The word ‘biophilic’ has been buzzing around in the architecture world recently, and for good reason. With our cities falling victim to overpopulation, it’s extremely important to mitigate the effects of urbanization as best as we can and preserve the bits of remaining green, that are slowly but surely dying. Biophilic design aims to create spaces that help us build and maintain an intimate connection with nature. It’s an architectural approach that seeks to connect our human tendency to interact with nature, with the buildings we reside in. Biophilic design elements can be integrated effortlessly into any living space by simply adding green plants and natural light. These elements create environments that are peaceful, calm, and nurturing to reside in. They positively affect our mental and overall well-being. And, we’ve curated a couple of homes that do this perfectly! From a minimal Japanese home with an indoor garden to a concrete home with a ramp-like cascading green roof – these architectural structures embody biophilic design completely.

1. Welcome to the Jungle House

Designed by architecture studio CplusC Architectural Workshop for its director Clinton Cole, the Welcome to the Jungle House has been built partially from recycled materials in Sydney. The home features a rooftop vegetable garden and an aquaponics system inhabited by fish.

Why is it noteworthy?

The home was designed and built as an experiment in sustainable urban living. The rooftop vegetable garden and aquaponics system function as the major elements of the home, and were incorporated in an effort to help the residents have and maintain a better and stronger connection with nature.

What we like

  • Designed to combat the climate emergency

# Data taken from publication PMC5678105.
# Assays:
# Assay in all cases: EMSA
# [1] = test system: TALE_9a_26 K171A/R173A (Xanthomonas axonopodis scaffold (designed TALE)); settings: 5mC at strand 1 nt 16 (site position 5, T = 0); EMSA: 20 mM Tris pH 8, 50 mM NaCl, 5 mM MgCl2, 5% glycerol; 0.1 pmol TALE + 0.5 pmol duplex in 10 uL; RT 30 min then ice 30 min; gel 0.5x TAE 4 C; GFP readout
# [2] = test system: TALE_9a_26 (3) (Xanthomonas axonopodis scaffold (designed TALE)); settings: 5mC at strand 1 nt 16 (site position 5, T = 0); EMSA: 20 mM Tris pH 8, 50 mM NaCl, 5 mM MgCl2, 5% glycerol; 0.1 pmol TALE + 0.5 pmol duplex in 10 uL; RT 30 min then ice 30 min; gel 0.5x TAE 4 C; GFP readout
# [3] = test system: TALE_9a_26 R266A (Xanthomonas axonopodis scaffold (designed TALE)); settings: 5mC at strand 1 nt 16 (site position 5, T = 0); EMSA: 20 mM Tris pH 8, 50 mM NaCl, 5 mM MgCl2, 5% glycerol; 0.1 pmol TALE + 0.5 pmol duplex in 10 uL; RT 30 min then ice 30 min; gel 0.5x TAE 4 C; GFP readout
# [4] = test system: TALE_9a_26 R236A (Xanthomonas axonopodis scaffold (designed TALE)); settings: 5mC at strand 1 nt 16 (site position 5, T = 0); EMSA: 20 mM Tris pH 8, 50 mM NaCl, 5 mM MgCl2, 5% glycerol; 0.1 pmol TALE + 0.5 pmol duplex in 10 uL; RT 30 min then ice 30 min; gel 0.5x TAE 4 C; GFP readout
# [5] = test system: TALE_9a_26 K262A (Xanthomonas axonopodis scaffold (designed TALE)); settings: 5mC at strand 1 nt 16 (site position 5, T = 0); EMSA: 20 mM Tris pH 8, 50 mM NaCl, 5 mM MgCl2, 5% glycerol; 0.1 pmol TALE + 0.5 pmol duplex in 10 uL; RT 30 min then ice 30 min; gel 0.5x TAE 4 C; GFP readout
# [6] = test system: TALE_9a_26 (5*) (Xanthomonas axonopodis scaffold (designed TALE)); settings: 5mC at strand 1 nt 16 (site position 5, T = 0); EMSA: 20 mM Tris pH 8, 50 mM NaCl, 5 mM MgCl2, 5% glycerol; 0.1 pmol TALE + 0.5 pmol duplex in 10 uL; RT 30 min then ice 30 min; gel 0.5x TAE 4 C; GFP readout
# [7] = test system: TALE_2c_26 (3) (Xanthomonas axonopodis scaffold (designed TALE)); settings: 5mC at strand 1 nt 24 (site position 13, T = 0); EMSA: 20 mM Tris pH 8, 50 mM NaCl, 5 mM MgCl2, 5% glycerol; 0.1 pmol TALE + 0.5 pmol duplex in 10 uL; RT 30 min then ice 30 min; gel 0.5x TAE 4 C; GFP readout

• Equipped with solar panels

What we dislike

  • Climate change has already disturbed the home’s aquaponics system

2. Villa KD45

Located in the hot bustling city of New Delhi, is the Villa KD45, a majestic home defined by a flowing ramp-like green roof that adds a somewhat surreal and biophilic element to the otherwise brutalist and concrete house. The home rises like a gentle wave, from the landscaped ground on which it has been built, giving the impression of a subtle tsunami flowing on an angled property.

Why is it noteworthy?

Besides featuring a unique cascading form, the roof is populated by concrete planters, which add a rather calming green effect to it. The rest of the home is also heavily marked with trees, gardens, and loads of shrubbery. The impactful presence of green in the home beautifully contrasts against the concrete and rugged appearance of the home, tactfully balancing the rough and the smooth, the soft, and the hard.

What we like

  • The terrace also features a landscaped garden, that provides lovely views of the neighborhood park
  • Large sliding doors create an alluring indoor-outdoor connection between this section and the garden

What we dislike

  • The property seems quite difficult to maintain

3. Atri

Created by a company called Naturvillan, Atri is a newly built A-frame villa located on the shores of Lake Vänern. With a rather large form, that instantly grabs eyeballs, the home also manages to be self-sustaining, climate-smart, and sustainable. It’s like a sustainable greenhouse in the middle of the mountains! The home also provides stunning views of the lake, as well as of the surrounding majestic trees, and a natural plot with rock slabs.

Why is it noteworthy?

Atri features a traditional A-shaped form, with a rather stable base embedded directly in the mountains. It also features a continuous axis, allowing you to glimpse through the entire house in one single view! As you slowly look up at the house, you notice that it artfully blends amongst the trees, effortlessly becoming a part of the natural landscape, and seeming as if it is at one with nature.

What we like